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Canadian pot activist Marc Emery sentenced to five years in US prison

By Stephen C. Webster
Saturday, September 11, 2010 12:15 EDT
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Marc Emery, Canada’s enigmatic “Prince of Pot” who sold millions of marijuana seeds over the Internet, will face a five year punishment in the United States after a U.S. district judge in Seattle handed down his sentence on Friday.

Emery, founder and publisher of Cannabis Culture magazine, is a longtime and highly vocal Canadian marijuana activist. His wife Jodie maintains that U.S. authorities targeted his operation over other Canadian seed-sellers because of all the funding he’s provided to the legal movement to regulate cannabis in the U.S.

Emery’s sentence, issued by U.S. District Judge Ricardo S. Martinez, includes four years of supervised probation. He was convicted on a single charge of conspiracy to manufacture marijuana.

U.S. authorities had described him as one of the country’s “most wanted drug trafficking targets,” according to CNN. The investigation, now concluded with Emery’s trial and sentencing, was ongoing for over five years. Though indicted in 2005, Emery was not handed over to U.S. authorities until May 10 of this year. He pleaded guilty 14 days later.

In a press release lauding the government’s efforts, the U.S. Drug Enforcement Agency (DEA) declared a significant victory in the battle against marijuana legalization efforts.

“Hundreds of thousands of dollars from Emery’s illicit profits are known to have been channeled to marijuana legalization groups active in the United States and Canada,” read a statement from DEA administrator Karen P. Tandy. “Drug legalization lobbyists now have one less pot of money to rely on.”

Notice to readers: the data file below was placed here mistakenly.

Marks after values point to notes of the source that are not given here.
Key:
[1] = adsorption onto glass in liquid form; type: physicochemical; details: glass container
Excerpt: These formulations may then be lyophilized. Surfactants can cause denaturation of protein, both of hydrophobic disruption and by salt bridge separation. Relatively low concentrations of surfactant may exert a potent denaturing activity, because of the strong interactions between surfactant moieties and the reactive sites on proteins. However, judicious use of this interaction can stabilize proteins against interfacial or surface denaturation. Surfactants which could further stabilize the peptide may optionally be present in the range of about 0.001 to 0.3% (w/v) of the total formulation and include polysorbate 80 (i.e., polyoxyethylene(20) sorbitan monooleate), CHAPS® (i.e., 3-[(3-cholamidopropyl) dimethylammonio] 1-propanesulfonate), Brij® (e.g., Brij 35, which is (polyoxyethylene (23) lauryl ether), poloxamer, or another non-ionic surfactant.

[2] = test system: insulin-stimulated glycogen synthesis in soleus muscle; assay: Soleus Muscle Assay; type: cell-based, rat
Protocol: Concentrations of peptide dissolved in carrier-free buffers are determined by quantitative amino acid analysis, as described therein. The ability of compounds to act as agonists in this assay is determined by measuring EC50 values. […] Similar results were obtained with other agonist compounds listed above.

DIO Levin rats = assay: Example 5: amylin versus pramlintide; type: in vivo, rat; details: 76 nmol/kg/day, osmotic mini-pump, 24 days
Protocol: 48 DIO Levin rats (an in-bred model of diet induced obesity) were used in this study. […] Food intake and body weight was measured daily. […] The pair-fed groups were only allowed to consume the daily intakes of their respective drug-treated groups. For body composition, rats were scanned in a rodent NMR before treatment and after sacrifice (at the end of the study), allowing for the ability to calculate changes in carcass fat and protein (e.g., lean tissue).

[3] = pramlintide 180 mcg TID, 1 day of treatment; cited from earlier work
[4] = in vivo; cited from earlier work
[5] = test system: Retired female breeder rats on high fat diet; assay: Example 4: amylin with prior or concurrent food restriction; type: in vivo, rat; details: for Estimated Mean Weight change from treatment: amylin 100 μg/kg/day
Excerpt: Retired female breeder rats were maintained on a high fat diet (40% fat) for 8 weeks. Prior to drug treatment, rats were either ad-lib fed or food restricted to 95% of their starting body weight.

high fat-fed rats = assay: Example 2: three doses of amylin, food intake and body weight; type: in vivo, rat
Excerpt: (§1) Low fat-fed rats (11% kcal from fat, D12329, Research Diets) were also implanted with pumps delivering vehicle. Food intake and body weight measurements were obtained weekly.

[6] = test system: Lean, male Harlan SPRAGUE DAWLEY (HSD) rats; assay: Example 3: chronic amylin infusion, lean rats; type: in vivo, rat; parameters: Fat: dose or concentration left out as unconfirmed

Emery’s prosecutors vehemently denied that politics played any role in the trial.

“Marc Emery decided that U.S. laws did not apply to him, but he was wrong,” U.S. Attorney Jenny A. Durkan said Friday, according to CNN. “Emery put his personal profits above the law. He made millions of dollars by shipping millions of seeds into the U.S. He sold to anyone who would pay him — with no regard for the age or criminal activities of his customers. Now, Emery is paying the price for being part of the illegal drug trade that damages lives, homes and the environment.”

Emery was facing more than 30 years in a U.S. prison before he cut a deal with U.S. authorities in Sept. 2009, agreeing to plead guilty in exchange for the five-year sentence.

“Upon my conviction, my wife Jodie will organize a campaign to have me transferred back to a Canadian jail – if transferred my sentence would reflect Canadian rules of release, so a 5-year sentence may see me released after a few years to day parole,” he wrote, explaining the agreement to a guilty plea.

In a letter to the court, Emery said his seed-selling business, though a form of “civil disobedience,” was “arrogant” and wrong.

“I regret not choosing other methods — legal ones — to achieve my goals of peaceful political reform,” he wrote. “In my zeal, I had believed that my actions were wholesome, but my behavior was in fact illegal and set a bad example for others.”

“The judge said he had received hundreds of letters — including one in crayon — supporting Emery,” The Seattle Times noted.

Emery was to be transferred to a federal prison in El Reno, Oklahoma following his sentencing, Cannabis Culture said. His wife and supporters said they planned to protest his imprisonment during a series of Sept. 18 rallies.

This video is from KIOR 7 in Seattle, broadcast Friday, Sept. 10, 2010.

Stephen C. Webster
Stephen C. Webster
Stephen C. Webster is the senior editor of Raw Story, and is based out of Austin, Texas. He previously worked as the associate editor of The Lone Star Iconoclast in Crawford, Texas, where he covered state politics and the peace movement’s resurgence at the start of the Iraq war. Webster has also contributed to publications such as True/Slant, Austin Monthly, The Dallas Business Journal, The Dallas Morning News, Fort Worth Weekly, The News Connection and others. Follow him on Twitter at @StephenCWebster.
 
 
 
 
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